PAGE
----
Manu Explorer - Cusco, Peru

Manu Explorer - Cusco, Peru
- Manu National Park Flora & Fauna -



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Fauna and Flora

This is what the majority of people come for; some viewing is guaranteed (e.g. iridescent Macaws at salt licks), others require patience and more work (e.g. monkeys). The salt lick is where animals come to gain much needed salts from exposed layers of mineral bearing rocks. There are licks in both the reserved and cultural zones. Here, five species of birds (Parakeets, Parrots, and Macaws) feed, in sequence, from dawn onwards. But it is also known for Toucans, Jays and even monkeys to put in an appearance. Viewing is from a camouflaged catamaran whilst you are served breakfast.

There are numerous ox bow lakes, created when the river changes its path and isolates large expanses of water. These are home to Caiman up to six metres in length, and giant otters. There are two groups of giant otters, one close to Blanquillo lodge and the other in the reserved zone. Caiman are viewed at night from the water whilst your intrepid guide tries to temporarily capture a small one for your inspection.

The New World Monkeys are very interesting from an evolutionary point of view, especially for their variations on the themes of colour and night vision. Manu is home to thirteen species of monkey. These include Capuchins, Howlers, Titi, Spider, Woolly, Tamarinds, Marmosets, and Night Monkeys. These primates are more elusive than the birds of Manu, but the patient and careful observer is likely to encounter all of them during a longer visit.

Other animals include Lizards, Tapir, and Peccaries (the New World pigs). But the greatest treasures of Manu are the birds, of every form and size. These include eagles, hawks, vultures, buzzards, flycatchers, egrets, skimmers, terns, cormorants, jays, humming birds, parrots, parakeets, orioles, woodpeckers and macaws, to name only a few families. Not a single day will go by without encountering a host of new species.

Many trees, insects and birds have symbiotic relationships in Manu. For example, woodpeckers hollow out nests in the pona palm, which are later enlarged by macaws. For this reason the pona palm trees are always left standing wherever possible. Wasps build nests amongst orioles, happily co-existing. The butterflies are absolutely beautiful and come in every shape and size. Along the riverbank you will see hundreds of them dancing around a central focus looking for all-the-world like a group of fairies.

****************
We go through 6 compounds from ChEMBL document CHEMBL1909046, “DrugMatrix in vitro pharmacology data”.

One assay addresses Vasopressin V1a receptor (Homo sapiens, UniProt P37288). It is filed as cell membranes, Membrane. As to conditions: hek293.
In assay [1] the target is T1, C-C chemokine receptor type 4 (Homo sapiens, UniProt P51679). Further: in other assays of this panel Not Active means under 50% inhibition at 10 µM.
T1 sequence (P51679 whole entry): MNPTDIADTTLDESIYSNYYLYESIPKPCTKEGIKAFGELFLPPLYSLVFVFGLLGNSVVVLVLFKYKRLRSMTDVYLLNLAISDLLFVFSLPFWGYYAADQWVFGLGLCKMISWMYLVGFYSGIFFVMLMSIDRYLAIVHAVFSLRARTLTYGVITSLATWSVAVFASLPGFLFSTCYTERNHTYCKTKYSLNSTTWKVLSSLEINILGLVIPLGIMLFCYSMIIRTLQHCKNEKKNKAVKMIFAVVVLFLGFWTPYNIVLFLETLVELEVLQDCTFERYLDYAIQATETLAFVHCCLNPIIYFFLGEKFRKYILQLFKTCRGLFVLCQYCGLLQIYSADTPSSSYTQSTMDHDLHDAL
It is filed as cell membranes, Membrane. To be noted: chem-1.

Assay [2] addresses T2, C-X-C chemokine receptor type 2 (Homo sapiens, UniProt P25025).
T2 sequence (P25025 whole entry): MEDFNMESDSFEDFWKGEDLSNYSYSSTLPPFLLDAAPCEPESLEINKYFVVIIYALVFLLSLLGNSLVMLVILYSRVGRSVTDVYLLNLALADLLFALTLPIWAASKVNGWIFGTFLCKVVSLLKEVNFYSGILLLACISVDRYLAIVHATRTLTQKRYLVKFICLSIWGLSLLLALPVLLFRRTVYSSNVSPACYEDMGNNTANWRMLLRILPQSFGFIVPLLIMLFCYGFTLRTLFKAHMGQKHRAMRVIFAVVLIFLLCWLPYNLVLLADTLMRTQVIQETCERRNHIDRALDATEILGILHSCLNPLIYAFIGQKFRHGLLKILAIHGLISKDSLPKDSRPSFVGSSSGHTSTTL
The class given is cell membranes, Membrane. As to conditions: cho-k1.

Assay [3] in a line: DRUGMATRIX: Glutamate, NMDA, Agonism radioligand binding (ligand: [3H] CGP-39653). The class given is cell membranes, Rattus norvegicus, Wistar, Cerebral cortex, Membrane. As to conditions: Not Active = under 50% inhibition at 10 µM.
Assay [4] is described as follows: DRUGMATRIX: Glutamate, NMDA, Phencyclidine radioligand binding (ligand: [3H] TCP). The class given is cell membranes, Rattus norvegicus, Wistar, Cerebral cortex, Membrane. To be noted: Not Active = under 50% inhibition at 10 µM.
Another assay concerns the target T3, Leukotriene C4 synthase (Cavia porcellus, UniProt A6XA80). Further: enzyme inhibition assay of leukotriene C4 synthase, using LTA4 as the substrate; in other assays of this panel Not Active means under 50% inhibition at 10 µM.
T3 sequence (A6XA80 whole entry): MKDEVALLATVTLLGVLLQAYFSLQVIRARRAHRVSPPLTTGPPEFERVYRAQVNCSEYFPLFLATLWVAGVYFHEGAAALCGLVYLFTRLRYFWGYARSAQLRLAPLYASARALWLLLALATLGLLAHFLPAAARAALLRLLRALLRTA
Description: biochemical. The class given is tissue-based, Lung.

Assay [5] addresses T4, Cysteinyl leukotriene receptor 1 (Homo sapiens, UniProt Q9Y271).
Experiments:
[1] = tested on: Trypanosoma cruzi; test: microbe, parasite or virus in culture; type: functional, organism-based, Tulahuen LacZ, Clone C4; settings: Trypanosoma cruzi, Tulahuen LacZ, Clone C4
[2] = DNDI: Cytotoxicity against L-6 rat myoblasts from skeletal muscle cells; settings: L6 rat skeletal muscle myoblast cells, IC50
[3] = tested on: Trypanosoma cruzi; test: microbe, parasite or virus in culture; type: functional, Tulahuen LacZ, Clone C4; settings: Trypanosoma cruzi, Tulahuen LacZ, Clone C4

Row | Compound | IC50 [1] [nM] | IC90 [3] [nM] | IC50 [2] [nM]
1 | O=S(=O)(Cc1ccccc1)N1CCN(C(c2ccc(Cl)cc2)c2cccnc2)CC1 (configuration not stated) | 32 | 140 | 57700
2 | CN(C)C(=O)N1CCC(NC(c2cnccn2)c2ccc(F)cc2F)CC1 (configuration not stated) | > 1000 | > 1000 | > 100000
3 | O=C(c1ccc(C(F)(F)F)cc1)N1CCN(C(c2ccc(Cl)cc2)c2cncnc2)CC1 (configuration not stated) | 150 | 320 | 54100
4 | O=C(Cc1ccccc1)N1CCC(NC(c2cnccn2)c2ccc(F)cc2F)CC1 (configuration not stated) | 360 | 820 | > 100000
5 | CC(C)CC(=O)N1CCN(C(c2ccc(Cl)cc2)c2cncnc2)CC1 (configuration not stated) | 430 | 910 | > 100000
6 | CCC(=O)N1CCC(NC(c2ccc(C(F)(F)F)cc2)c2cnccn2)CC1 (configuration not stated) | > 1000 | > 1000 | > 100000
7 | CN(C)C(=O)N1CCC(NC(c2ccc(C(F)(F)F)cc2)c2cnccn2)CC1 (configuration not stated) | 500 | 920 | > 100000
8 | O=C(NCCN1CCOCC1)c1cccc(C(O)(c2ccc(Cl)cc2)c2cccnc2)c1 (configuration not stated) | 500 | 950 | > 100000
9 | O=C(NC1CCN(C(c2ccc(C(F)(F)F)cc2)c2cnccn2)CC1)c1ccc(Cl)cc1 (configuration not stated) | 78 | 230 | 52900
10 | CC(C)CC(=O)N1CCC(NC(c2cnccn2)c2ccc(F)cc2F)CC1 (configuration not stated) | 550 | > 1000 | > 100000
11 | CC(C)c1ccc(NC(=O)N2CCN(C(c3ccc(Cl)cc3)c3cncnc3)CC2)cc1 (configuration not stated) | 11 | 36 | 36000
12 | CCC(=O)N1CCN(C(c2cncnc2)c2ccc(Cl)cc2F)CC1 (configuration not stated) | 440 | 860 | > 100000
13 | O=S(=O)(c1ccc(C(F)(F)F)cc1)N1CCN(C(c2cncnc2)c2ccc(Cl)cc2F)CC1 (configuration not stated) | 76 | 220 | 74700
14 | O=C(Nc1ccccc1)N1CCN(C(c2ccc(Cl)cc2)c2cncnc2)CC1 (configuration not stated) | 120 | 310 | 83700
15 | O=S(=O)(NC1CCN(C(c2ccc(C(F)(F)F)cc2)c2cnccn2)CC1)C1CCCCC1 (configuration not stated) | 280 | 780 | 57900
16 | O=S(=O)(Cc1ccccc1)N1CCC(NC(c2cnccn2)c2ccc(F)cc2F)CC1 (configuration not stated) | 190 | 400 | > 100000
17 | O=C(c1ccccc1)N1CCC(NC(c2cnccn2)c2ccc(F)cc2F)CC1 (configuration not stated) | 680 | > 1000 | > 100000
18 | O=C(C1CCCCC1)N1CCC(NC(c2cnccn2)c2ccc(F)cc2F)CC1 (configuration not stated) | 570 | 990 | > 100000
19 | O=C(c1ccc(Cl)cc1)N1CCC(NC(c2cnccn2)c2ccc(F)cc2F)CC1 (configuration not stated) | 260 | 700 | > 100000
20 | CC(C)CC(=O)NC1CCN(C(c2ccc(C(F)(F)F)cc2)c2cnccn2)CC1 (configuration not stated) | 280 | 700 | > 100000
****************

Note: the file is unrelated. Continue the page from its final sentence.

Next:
There are many other trees and plants, some of which are used to maintain a youthful body (capirona), and even one that is used to treat the common cold. Along the riverfront, where the annual floods are always changing the course of the river, a successional forest is the norm. This consists of tessaria, caña brava and cecropia, interspersed with the radiant, red flowered, pisonay. Further into the forest you will find the largest tree known in the jungle, the Sabre. On the branches of many trees are found orchids and other exotic flowers.

The main things to avoid unplanned encounters with are large ants and snakes. Some ants can put you into a fever for several days. But these inhabit the forest floor and are avoidable. The green tree snake, lancehead and featherlance serpents are three examples of venomous snakes. However, in the normal observation areas around Blanquillo lodge snakes are not often seen. But snake lovers can also be accommodated with visits to other locations in either of Manu’s zones.

Further up the road from Pilcapata, away from the rainforest and towards the sacred mountain of Apu Kañahuay, are two purpose built viewing lodges. These are used to see the magnificent rupicola peruviana whose home is the cloud forest. This is otherwise known as Gallito de las Rocas (the cock of the rock), so named because it makes its nest in the steep-faced canyon walls of the Queros river. This is the national representative bird of Peru with its flaming red plumage and crest. Also to be found in the cloud forest is the spectacled bear, the only representative of this genus in South America, and further up the mountain lives the Andean Fox, nocturnal in its habits.



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